Thousands of young people from jobless families could be destined to join their parents in the dole queue according to a new report.
Young people from workless families are significantly more likely to struggle to find a job themselves.
The study “Destined for the dole?”, carried out by market research agency Qa Research is part of The Prince’s Trust Undiscovered campaign.
It reveals that young people from workless families are significantly more likely to struggle to find a job themselves, as well as feeling far less confident about their future.
Seventy per cent have struggled to find a job, while nearly one in five expect to end up on benefits because other people around them have.
The report based on interviews with 2,048 16-to-24-year-olds, states that one in five young people say that seeing their parents out of work has made them anxious about finding a job.
One in four feel their parents don’t have the knowledge to help them find employment, while almost one in ten haven’t even thought about what career they want.
Martina Milburn, chief executive, youth charity The Prince’s Trust said: “Too many young people are facing a cycle of worklessness and can’t see a way out. It is a tragedy to think that so many feel condemned to a life on benefits.
“Only by giving young people skills, confidence and positive role models can we help them break out of this unemployment trap. If we fail to stop these disadvantaged young people becoming disadvantaged adults, this cycle will continue to blight these families for generations to come.”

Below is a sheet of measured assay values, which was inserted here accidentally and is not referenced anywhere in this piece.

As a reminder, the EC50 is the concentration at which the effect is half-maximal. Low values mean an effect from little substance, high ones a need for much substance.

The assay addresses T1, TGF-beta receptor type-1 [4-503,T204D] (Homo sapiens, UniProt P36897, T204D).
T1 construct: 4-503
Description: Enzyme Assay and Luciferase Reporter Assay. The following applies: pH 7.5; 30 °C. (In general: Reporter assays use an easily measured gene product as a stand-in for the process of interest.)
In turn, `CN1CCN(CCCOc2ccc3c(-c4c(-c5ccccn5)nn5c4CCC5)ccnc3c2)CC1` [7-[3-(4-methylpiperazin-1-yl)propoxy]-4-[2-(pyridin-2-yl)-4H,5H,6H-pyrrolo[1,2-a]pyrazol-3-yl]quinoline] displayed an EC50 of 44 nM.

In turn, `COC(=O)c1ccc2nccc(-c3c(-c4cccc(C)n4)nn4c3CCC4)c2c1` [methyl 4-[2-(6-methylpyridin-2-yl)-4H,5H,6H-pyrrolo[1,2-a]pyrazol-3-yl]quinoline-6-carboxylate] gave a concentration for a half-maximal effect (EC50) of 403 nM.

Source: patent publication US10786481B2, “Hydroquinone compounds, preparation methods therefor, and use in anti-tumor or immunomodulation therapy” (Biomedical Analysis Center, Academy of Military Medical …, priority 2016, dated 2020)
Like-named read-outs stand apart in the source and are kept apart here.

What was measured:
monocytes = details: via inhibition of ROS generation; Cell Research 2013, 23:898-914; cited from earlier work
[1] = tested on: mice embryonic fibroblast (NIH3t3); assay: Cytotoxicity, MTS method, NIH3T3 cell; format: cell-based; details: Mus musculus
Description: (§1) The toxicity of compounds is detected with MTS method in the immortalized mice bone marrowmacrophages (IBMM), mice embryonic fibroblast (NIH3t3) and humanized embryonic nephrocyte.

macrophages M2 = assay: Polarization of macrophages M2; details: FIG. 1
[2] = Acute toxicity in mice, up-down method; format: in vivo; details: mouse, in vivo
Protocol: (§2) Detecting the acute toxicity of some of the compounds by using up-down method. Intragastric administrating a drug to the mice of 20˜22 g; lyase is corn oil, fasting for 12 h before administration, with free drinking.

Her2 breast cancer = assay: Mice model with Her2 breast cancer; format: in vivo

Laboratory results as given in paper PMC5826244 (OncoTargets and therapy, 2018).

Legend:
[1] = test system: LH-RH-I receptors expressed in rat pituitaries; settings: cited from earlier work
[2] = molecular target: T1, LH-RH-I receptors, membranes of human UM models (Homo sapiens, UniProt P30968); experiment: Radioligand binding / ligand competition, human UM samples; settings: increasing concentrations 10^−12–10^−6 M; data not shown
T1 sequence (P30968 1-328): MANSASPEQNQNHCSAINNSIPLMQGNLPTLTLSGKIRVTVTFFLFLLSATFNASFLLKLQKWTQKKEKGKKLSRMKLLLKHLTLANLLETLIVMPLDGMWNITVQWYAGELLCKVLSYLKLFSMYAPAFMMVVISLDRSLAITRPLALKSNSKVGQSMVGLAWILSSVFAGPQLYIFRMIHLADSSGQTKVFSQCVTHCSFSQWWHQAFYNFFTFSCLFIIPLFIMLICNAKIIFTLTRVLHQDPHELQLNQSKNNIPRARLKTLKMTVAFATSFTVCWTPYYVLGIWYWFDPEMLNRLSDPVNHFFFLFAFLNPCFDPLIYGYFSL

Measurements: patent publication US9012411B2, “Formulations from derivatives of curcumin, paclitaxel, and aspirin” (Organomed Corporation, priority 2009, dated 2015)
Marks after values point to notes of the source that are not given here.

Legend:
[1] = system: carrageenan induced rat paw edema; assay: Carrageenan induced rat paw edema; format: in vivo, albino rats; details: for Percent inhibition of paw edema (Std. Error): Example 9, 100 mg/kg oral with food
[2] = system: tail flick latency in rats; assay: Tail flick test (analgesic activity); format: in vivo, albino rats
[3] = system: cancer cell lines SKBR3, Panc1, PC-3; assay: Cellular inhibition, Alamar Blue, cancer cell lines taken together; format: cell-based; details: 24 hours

Innovative commercial recycler and social welfare charity Recycling Lives, is offering a unique solution to the growing national problems of homelessness, worklessness, welfare dependency, social exclusion and educational disadvantage.
Recycling Lives offers those facing an uncertain future, such as those featured in this report, the opportunity to change their lives for the better; through accommodation, education, training and work experience.
Recycling Lives Residents are offered voluntary work placements to help them gain the practical experience they need to flourish in the working world.
According to the report more than six out of ten young people said that having more volunteering opportunities in their local area would give them the skills they needed to find a job.
The UK has one of the highest overall rates of workless households in the EU, third only to Belgium and Hungary; with nearly 4.8 million working-age people living in a household where no-one works.
Recycling Lives is currently working on deploying a national and international development programme that will see 50 new Recycling Lives centres created across the UK, with 10 of those in the North West in the next two years.
Recycling Lives will not eradicate worklessness, homelessness and welfare dependency overnight but with the help of its Corporate Partners it will be able to reduce the amount of people marginalised by our society tenfold.